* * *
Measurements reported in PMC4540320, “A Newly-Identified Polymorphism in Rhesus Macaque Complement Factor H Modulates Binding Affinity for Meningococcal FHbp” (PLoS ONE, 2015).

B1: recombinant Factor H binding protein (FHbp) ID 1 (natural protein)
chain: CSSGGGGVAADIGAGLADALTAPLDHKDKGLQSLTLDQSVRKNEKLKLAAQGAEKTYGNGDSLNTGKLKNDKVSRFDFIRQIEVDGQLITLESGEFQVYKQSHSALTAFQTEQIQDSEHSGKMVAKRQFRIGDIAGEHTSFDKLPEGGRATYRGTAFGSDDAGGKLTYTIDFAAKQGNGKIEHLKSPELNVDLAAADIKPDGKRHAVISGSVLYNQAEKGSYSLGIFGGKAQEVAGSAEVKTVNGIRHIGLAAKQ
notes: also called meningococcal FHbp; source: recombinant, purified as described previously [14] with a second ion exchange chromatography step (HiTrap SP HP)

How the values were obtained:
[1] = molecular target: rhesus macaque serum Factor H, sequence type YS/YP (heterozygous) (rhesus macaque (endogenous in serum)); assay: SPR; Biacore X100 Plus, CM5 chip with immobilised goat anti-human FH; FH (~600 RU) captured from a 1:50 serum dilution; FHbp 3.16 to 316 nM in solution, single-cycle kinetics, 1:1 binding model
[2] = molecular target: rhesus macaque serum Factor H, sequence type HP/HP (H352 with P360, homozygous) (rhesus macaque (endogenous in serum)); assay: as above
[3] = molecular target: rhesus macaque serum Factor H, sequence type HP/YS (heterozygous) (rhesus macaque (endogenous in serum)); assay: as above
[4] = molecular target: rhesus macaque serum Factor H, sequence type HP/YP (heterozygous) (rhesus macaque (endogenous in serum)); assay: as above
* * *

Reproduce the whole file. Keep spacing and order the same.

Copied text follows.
Measurements reported in PMC4540320, “A Newly-Identified Polymorphism in Rhesus Macaque Complement Factor H Modulates Binding Affinity for Meningococcal FHbp” (PLoS ONE, 2015).

B1: recombinant Factor H binding protein (FHbp) ID 1 (natural protein)
chain: CSSGGGGVAADIGAGLADALTAPLDHKDKGLQSLTLDQSVRKNEKLKLAAQGAEKTYGNGDSLNTGKLKNDKVSRFDFIRQIEVDGQLITLESGEFQVYKQSHSALTAFQTEQIQDSEHSGKMVAKRQFRIGDIAGEHTSFDKLPEGGRATYRGTAFGSDDAGGKLTYTIDFAAKQGNGKIEHLKSPELNVDLAAADIKPDGKRHAVISGSVLYNQAEKGSYSLGIFGGKAQEVAGSAEVKTVNGIRHIGLAAKQ
notes: also called meningococcal FHbp; source: recombinant, purified as described previously [14] with a second ion exchange chromatography step (HiTrap SP HP)

How the values were obtained:
[1] = molecular target: rhesus macaque serum Factor H, sequence type YS/YP (heterozygous) (rhesus macaque (endogenous in serum)); assay: SPR; Biacore X100 Plus, CM5 chip with immobilised goat anti-human FH; FH (~600 RU) captured from a 1:50 serum dilution; FHbp 3.16 to 316 nM in solution, single-cycle kinetics, 1:1 binding model
[2] = molecular target: rhesus macaque serum Factor H, sequence type HP/HP (H352 with P360, homozygous) (rhesus macaque (endogenous in serum)); assay: as above
[3] = molecular target: rhesus macaque serum Factor H, sequence type HP/YS (heterozygous) (rhesus macaque (endogenous in serum)); assay: as above
[4] = molecular target: rhesus macaque serum Factor H, sequence type HP/YP (heterozygous) (rhesus macaque (endogenous in serum)); assay: as above